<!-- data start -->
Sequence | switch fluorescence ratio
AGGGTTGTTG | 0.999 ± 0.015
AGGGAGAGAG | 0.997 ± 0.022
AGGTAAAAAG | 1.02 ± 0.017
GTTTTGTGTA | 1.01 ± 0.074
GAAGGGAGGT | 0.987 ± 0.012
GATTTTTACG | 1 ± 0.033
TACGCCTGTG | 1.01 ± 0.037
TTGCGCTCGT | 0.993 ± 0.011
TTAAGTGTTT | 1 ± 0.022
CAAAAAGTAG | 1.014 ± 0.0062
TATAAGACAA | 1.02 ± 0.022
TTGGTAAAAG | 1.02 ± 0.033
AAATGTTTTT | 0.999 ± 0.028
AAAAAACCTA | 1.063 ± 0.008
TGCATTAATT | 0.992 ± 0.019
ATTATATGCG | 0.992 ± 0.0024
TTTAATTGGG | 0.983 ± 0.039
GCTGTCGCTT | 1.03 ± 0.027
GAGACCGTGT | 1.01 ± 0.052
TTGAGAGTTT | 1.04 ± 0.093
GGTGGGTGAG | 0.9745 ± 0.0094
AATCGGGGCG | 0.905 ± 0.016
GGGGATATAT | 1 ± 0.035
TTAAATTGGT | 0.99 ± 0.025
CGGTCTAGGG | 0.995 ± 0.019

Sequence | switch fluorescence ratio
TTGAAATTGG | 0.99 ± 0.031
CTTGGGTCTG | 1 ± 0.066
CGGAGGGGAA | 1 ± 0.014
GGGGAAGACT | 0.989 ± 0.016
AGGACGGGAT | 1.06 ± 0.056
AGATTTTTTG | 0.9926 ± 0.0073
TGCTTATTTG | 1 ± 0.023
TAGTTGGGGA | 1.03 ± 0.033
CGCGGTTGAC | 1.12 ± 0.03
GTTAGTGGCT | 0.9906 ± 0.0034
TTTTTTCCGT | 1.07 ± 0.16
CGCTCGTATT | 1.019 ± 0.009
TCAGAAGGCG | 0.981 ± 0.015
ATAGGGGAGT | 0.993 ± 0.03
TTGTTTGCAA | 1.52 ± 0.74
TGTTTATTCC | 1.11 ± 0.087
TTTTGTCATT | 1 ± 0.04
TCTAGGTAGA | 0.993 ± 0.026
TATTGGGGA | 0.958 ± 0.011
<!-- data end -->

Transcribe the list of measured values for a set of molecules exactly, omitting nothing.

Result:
Sequence | switch fluorescence ratio
AGGGTTGTTG | 0.999 ± 0.015
AGGGAGAGAG | 0.997 ± 0.022
AGGTAAAAAG | 1.02 ± 0.017
GTTTTGTGTA | 1.01 ± 0.074
GAAGGGAGGT | 0.987 ± 0.012
GATTTTTACG | 1 ± 0.033
TACGCCTGTG | 1.01 ± 0.037
TTGCGCTCGT | 0.993 ± 0.011
TTAAGTGTTT | 1 ± 0.022
CAAAAAGTAG | 1.014 ± 0.0062
TATAAGACAA | 1.02 ± 0.022
TTGGTAAAAG | 1.02 ± 0.033
AAATGTTTTT | 0.999 ± 0.028
AAAAAACCTA | 1.063 ± 0.008
TGCATTAATT | 0.992 ± 0.019
ATTATATGCG | 0.992 ± 0.0024
TTTAATTGGG | 0.983 ± 0.039
GCTGTCGCTT | 1.03 ± 0.027
GAGACCGTGT | 1.01 ± 0.052
TTGAGAGTTT | 1.04 ± 0.093
GGTGGGTGAG | 0.9745 ± 0.0094
AATCGGGGCG | 0.905 ± 0.016
GGGGATATAT | 1 ± 0.035
TTAAATTGGT | 0.99 ± 0.025
CGGTCTAGGG | 0.995 ± 0.019

Sequence | switch fluorescence ratio
TTGAAATTGG | 0.99 ± 0.031
CTTGGGTCTG | 1 ± 0.066
CGGAGGGGAA | 1 ± 0.014
GGGGAAGACT | 0.989 ± 0.016
AGGACGGGAT | 1.06 ± 0.056
AGATTTTTTG | 0.9926 ± 0.0073
TGCTTATTTG | 1 ± 0.023
TAGTTGGGGA | 1.03 ± 0.033
CGCGGTTGAC | 1.12 ± 0.03
GTTAGTGGCT | 0.9906 ± 0.0034
TTTTTTCCGT | 1.07 ± 0.16
CGCTCGTATT | 1.019 ± 0.009
TCAGAAGGCG | 0.981 ± 0.015
ATAGGGGAGT | 0.993 ± 0.03
TTGTTTGCAA | 1.52 ± 0.74
TGTTTATTCC | 1.11 ± 0.087
TTTTGTCATT | 1 ± 0.04
TCTAGGTAGA | 0.993 ± 0.026
TATTGGGGA | 0.958 ± 0.011